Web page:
Commentary

Opinion: Innovation is the answer – but has Amazon found the Key?

Amazon’s Key announcement has had a mixed reaction so what is the answer to non-delivery, asks Mark Bellamy, UK director at B2C Europe. 

Last month, Amazon announced its plan to start trialling the brand new “Amazon Key” in 37 cities across the pond. This delivery service will be free for prime members, but requires consumers to buy a newly developed kit which includes a camera and a device that unlocks their front door. Using these devices, the Amazon Key allows couriers to access a buyer’s home to drop off a parcel while no one is in to receive it.

Despite its bold twist on addressing the ever-growing ecommerce problem – delivery failure – it hasn’t been well received by the internet community, with Twitter users taking against the idea following the announcement. Many have highlighted the obvious security fears around allowing strangers into your home unsupervised, stating they’d be worried about stealing and even being attacked.

For those of us working in delivery and logistics, it’s imperative that we continue to innovate to reduce congestion, pollution and, of course, failed deliveries. However, with such a strong reaction from many consumers –- is Amazon’s new venture really the key?

Consumer concerns

This initial consumer reaction we’re seeing is backed up by research we conducted earlier this year, showing that consumers across the UK and the Netherlands had serious concerns about this sort of technology. When asked if they would give couriers one-time access to their homes, only 36% cent of respondents in the UK said they would be likely to do so. Dutch respondents were even more uncertain about the idea, with only 25% saying yes. Overall, many consumers voiced serious concerns around invalidating home insurance, security fears and the logistical issues.

Although the Amazon Key doesn’t give the delivery driver the code – the door is unlocked when the driver arrives outside the correct address – they are still given access to your home while you aren’t there. Some other questions include whether this would work for a consumer living in a block of flats, with commentators asking how the courier would gain access to the numerous doors. If nothing else, a communication exercise might be needed from Amazon here.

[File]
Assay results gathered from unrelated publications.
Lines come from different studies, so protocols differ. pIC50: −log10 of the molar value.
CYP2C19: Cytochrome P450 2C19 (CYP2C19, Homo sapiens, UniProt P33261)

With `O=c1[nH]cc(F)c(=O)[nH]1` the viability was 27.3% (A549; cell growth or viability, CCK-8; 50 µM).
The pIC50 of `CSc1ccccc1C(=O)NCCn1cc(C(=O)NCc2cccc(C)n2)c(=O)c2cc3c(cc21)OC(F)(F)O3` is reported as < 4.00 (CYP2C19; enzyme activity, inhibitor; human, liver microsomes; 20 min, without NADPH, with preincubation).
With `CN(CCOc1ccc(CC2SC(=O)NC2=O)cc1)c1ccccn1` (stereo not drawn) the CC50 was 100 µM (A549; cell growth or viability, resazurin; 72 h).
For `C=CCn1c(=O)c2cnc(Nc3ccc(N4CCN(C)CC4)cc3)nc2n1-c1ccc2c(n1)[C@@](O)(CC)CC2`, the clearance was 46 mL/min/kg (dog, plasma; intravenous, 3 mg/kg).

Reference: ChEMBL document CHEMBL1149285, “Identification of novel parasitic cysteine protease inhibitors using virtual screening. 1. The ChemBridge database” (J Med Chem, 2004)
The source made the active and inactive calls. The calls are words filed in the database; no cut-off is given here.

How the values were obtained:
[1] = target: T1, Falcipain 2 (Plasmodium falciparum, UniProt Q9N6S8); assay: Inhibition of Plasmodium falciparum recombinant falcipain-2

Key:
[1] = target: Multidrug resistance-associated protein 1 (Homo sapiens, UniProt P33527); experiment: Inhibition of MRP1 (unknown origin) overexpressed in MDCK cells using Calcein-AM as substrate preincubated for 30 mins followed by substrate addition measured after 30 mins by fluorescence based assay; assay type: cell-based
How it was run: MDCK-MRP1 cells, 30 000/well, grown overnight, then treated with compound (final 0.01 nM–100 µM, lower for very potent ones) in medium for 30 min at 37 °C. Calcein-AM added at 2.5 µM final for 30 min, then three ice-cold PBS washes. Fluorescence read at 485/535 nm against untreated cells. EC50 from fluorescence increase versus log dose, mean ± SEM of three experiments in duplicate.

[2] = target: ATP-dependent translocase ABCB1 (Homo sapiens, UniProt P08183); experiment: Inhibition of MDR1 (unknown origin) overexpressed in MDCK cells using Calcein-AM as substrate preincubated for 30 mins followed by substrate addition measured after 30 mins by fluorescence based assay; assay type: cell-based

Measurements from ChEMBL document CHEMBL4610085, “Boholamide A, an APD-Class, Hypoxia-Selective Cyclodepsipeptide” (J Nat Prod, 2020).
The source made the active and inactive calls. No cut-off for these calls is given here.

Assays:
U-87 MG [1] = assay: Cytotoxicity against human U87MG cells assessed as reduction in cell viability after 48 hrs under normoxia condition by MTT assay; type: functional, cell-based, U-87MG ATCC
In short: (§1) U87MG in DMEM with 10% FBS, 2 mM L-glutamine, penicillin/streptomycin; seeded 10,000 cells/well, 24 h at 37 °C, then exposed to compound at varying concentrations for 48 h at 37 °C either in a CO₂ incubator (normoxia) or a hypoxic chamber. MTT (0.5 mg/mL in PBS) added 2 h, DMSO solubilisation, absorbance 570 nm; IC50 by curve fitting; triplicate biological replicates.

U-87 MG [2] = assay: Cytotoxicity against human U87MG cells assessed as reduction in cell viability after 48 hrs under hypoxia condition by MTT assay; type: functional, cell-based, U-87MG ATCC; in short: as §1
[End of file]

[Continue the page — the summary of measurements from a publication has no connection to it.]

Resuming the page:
Despite uncertainties surrounding this sort of technology, 71% of our survey respondents also stated they were concerned about the effect ecommerce was having on pollution and congestion. Clearly, consumers are aware of the problems facing the industry, as they affect us all.  But whilst they may be open to innovation to improve the situation, there are still limits to what they are prepared to accept and adopt in reality.

Are boxes better?

Although there has been a mixed reaction to Amazon’s new venture, it’s clear that we need to find ways to address the issues.

Our research found that other kinds of innovation were much better received by our respondents, especially safety deposit boxes. Over 50% of consumers in the UK would be happy with their parcel being left in an unmanned safe outside their property. You can easily see how this would seem less risky than allowing a courier into your home while you weren’t there – even if they’re on camera.

These unmanned safes might also be more affordable for consumers. Although the Amazon Key delivery is free for Prime members, the technology needed to select this delivery type starts at $249.99. And while parcel boxes aren’t exactly free, they are somewhat cheaper; some in the ecommerce industry are even suggesting they should be a legal necessity for new builds.

For me, the Amazon Key’s price tag, along with serious security concerns from consumers, isn’t quite the quick fix the industry needs to address the £780 million that failed deliveries are costing the industry each year – not to mention the other growing complications, such as congestion issues in our cities and dangerously high pollution levels.

Focus on the future

Finding the route to solving the industry’s growing problem isn’t going to be easy, but knowing your consumer and what they’re comfortable with is a great start. If consumers aren’t yet happy with this delivery method, it’s not going to happen. Not for the time-being at least!

So, while Amazon’s initiative is a step in the right direction, I’m not sure it’s going to be enough for the problems we face right now. We’ll have to wait and see if the Amazon Key is a success, but the initial reaction is highlighting some obvious pitfalls.

Mark Bellamy, UK director at B2C Europe. 

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